The Solid Mandala

by Patrick White

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Last Updated September 5, 2023.

In Patrick White's The Solid Mandala, twin siblings Arthur and Waldo Brown are very, very different despite the fact that they shared a womb. Even still, they have an odd sort of dependence on each other, particularly as they become elderly. In their old age, they sleep in the same bed and hold hands in public.

The novel takes place in Australia, with Arthur and Waldo being immigrants from Great Britain. Townspeople in Australia don’t know what to make of the men; they frequently stick out due to their nationality and behavior. While the twins are walking their dogs (hand in hand), two ladies take notice, saying,

“I never saw two men walkin’ hand in hand,” Mrs. Dun murmured.

“They are old.” Mrs. Poulter sighed. “I expect it helps them. Twins too.”

“But two men!”

“For that matter I never saw two grown women going hand in hand.”

The two men also have rather uneventful love lives, remaining bachelors. They do, however, develop a close relationship with their neighbor Mrs. Poulter (despite her occasional comments about their behavior, which she views as strange, as displayed in the previous quote).

Yet, in spite of their differences and their inclination to harbor disgust toward each other, their bond as twin brothers is inescapable. They work to be autonomous but still share a closeness throughout the entirety of their lives.

Arthur, the (slightly) older brother, is well-meaning but simple-minded. Arthur has an intellectual disability, another factor that differentiates him from Waldo. At one point, the boys’ father comments on Arthur’s intelligence:

There was an occasion when Dad put down the book and said: “Sometimes I wonder, Arthur, whether you listen to any of this. Waldo can make an intelligent comment. But you! I’ve begun to ask myself if there’s any character, any incident, that appeals to Arthur in any way.”

Waldo is the scholarly one who works in a library; he has literary yearnings and considers himself better and smarter than other people, but he is too insecure to pursue his dream of being a writer.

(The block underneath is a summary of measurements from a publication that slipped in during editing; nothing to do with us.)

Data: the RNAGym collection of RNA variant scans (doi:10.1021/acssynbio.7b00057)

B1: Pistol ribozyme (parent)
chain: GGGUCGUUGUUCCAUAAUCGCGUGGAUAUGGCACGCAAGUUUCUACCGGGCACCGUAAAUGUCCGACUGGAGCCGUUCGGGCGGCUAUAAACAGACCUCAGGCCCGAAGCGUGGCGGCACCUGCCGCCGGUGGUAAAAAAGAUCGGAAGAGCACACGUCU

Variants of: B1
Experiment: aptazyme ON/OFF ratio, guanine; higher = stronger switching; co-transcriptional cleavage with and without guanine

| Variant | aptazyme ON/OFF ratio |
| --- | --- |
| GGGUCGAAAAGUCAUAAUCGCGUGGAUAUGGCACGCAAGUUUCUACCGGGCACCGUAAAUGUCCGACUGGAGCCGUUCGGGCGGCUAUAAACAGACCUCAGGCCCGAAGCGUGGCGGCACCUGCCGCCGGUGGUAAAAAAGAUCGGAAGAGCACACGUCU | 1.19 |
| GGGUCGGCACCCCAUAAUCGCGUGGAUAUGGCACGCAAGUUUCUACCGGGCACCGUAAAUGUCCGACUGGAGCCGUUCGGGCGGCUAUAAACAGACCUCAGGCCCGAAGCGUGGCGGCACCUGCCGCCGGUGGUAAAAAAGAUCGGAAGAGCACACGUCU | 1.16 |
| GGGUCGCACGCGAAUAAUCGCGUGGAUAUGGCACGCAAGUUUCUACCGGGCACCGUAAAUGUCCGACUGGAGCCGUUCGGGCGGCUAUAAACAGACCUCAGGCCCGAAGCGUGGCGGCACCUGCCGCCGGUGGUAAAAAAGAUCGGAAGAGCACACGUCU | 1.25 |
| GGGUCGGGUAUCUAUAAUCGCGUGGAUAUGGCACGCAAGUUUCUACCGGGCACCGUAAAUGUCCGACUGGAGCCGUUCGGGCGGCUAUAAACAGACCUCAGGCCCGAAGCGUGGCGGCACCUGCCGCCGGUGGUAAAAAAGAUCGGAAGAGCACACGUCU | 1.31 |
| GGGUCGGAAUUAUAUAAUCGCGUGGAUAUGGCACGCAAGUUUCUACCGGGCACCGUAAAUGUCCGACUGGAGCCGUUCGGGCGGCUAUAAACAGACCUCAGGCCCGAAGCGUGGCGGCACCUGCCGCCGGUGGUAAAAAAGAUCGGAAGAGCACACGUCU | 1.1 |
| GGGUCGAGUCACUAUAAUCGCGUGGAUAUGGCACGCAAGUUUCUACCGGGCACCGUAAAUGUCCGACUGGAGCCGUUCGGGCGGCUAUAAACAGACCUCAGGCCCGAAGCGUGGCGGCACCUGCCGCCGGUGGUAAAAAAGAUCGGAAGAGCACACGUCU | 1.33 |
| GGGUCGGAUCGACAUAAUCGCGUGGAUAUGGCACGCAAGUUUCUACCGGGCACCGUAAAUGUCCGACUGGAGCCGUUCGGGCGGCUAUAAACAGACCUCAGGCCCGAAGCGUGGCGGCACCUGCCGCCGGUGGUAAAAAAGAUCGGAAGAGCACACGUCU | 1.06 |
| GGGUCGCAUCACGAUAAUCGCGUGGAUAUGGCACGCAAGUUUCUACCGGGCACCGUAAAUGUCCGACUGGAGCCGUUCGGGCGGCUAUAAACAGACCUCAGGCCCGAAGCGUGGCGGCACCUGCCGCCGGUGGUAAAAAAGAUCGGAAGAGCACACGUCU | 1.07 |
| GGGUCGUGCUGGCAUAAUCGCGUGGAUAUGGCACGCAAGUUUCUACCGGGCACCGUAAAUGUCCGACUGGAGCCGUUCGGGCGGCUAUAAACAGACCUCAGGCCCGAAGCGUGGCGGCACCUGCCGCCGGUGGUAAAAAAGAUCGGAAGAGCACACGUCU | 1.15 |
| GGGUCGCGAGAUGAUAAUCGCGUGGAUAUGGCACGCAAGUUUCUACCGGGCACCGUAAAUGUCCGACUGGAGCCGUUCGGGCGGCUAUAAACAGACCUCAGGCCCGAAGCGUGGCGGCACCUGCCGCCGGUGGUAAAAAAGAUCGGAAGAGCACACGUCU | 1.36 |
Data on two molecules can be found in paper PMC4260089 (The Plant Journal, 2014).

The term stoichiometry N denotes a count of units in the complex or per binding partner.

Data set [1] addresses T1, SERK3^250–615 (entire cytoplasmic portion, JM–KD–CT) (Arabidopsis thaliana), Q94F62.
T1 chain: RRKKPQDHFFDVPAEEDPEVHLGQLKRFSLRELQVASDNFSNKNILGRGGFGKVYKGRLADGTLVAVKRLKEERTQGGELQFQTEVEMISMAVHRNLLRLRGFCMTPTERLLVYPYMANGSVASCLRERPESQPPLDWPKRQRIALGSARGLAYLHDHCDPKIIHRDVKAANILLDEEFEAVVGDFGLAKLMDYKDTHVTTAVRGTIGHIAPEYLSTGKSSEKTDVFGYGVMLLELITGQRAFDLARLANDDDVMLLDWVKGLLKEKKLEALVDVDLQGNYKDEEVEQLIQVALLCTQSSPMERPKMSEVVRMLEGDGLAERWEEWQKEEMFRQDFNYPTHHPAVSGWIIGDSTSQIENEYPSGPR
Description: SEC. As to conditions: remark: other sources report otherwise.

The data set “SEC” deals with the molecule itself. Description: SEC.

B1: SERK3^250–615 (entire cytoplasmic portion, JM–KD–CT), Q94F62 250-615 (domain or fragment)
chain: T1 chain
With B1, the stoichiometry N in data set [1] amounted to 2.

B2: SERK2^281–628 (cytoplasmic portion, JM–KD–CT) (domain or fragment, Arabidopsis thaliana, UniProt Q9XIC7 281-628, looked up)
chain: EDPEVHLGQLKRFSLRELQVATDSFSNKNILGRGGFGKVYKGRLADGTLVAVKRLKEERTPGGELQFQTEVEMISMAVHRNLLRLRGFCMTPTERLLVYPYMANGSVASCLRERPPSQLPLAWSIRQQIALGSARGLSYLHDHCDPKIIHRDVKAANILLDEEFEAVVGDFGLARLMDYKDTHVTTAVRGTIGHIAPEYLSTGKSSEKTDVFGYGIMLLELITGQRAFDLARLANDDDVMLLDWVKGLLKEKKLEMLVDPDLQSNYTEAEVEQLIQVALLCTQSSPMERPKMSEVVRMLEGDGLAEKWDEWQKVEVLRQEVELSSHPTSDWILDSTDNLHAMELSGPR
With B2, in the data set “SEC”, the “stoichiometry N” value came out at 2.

We see his high-minded personality in Waldo’s treatment of Bill Poulter, Mrs. Poulter’s husband. Waldo thinks of Bill as “virgin soil, so to speak” and wants to have an impact on him academically, as displayed in the following quote:

Until he knew he must take the bull by the horns, as it were, if he intended to influence their neighbour’s mind and future. He might, for a start, lend him a book, something quite simple and primitive, Fenimore Cooper, say, they still had The Deerslayer in the Everyman edition.

On the whole, at the crux of the book is Arthur and Waldo’s ever-complicated relationship, which works simultaneously to drive the men apart emotionally while anchoring them to one another literally.

Toward the end of the novel, the men get into an argument at the library where Waldo works, which essentially sums up the complicated nature of the men’s relationship:

Waldo kept looking round to see who might be noticing. As for Arthur, he did not care. Their relationship was the only fact of importance, and such an overwhelming one.

“I shan’t ask if you’ve come here, if you’re making this scene, to humiliate me,” Waldo was saying, “because the answer is too obvious. That has been your chief object in life. If you would be truthful.”

“Why hurt yourself, Waldo?” Arthur was given the strength to reply. “Kick a dog, and hurt yourself. That’s you all over.”

“For God’s sake don’t drag in the dogs! And who, I’d like to know, wanted the miserable animals? And...

(This entire section contains 765 words.)

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“We both did,” said Arthur, “so that we could have something additional—reliable— to love. Because we didn’t have faith in each other. Because we are—didn’t you say yourself, Waldo?—abnormal people and selfish narcissyists.”

In the above exchange, we see both Arthur and Waldo’s hatred for one another and desire for love and companionship. To Arthur, his relationship with his brother is clearly paramount; Waldo, on the other hand, worries about who will hear or see the argument.

In the end, despite the two men’s clear disdain for each other and lack of faith in one another, they remain together until Waldo’s death. The novel ends with their neighbors, the Poulters, discussing the gruesome circumstances of Waldo’s death (“dead or worse killed several days the dogs eating him”), adding that the police find Arthur “off his head” and take him away.




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